Year of galactic growth for Montreal rockers

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For Young Galaxy, the year 2007 started with a lot of buzz.

 




The talk was about what this dreamy duo of Stephen Ramsay and Catherine McCandless would bring to the Arts & Crafts label, where labelmates Broken Social Scene, Feist and Stars were already flourishing.

 




The answer was a fresh yet familiar self-titled album, complete with thoughtful lyrics and pleasing harmonies. And as the year rolled on, the songwriting and romantic team of Ramsay and McCandless continued to draw admirers both in Canada and abroad.

 




They have just returned from an eventful European tour — which Ramsay describes as “amazing” despite an odd, Dutch holiday encounter.





“We were met at the airport by our tour manager JC Dyborn, who is literally a giant. He makes me look like a 10-year-old with a beard,” Ramsay jokes.





“Then we walk out the door and see all these Dutch people in black face, dressed as Dutch Christmas character Black Peter. It was surreal.”





Back home in Montreal, the band is preparing to do a few one-off shows in Ontario and parts of the U.S. But they’re also getting back in the studio, using the experience of a year full of “peaks and valleys” to be prolific and poetic.





“We want to get in the habit of being creative, so we are going to churn the hits out daily,” Ramsay says. “Like Elton John and Bernie Taupin did in the ’70s.”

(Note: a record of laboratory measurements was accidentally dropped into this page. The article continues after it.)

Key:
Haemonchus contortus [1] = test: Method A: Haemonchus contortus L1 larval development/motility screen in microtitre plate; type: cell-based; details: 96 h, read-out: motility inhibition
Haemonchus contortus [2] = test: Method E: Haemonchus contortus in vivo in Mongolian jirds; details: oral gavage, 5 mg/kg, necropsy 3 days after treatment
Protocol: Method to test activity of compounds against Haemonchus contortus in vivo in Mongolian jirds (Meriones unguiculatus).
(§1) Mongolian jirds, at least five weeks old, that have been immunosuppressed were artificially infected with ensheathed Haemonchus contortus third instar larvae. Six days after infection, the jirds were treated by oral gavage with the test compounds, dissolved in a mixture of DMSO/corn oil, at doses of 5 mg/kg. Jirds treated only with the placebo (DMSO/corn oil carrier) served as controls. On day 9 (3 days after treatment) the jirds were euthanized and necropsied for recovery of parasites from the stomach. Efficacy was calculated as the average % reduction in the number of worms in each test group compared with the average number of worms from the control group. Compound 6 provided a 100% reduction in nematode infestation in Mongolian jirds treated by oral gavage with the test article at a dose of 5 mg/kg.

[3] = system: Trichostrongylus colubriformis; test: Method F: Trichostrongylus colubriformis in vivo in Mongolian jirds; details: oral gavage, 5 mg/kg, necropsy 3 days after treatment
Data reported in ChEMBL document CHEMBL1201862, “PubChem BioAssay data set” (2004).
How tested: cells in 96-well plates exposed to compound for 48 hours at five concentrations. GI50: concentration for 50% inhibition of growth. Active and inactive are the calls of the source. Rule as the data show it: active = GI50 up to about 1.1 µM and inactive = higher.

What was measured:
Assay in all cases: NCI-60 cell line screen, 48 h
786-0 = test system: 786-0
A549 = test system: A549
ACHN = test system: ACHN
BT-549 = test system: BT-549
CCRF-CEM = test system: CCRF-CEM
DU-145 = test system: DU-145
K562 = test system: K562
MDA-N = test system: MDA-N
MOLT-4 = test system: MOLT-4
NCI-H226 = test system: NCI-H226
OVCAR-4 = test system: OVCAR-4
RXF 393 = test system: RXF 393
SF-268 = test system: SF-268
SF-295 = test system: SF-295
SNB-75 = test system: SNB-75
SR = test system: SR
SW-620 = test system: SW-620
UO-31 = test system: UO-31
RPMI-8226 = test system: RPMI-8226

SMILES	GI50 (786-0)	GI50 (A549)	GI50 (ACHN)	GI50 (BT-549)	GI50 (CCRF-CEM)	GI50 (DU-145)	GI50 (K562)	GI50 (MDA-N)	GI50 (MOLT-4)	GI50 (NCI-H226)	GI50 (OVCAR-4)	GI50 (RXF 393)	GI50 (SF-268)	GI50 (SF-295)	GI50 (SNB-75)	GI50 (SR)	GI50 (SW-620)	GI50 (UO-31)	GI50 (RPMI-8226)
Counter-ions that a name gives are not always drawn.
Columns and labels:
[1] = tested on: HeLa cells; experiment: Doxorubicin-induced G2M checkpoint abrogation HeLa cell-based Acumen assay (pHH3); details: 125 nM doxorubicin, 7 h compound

The creations likely won’t come out sounding like Your Song or Tiny Dancer, but Ramsay says he does hope to create something a bit different than fans heard on the first release. Call it a fitter sound for a New Year.





“We are trying to create more space in the music, make it more muscular and less soft. The new songs spend a lot of time on the treadmill, shedding the fat.”




  • Young Galaxy plays at Zaphod Beeblebrox tonight, with supporting act Hollerado. Doors open at 8 p.m. and tickets are $10 in advance at www.ticketweb.ca or by phone at 1-888-222-6608.





kim.mannixvermette@metronews.ca





After covering hard news for a few years, Kim discovered her real passion – writing about the wonderful world of music, theatre, visual arts and literature.

 
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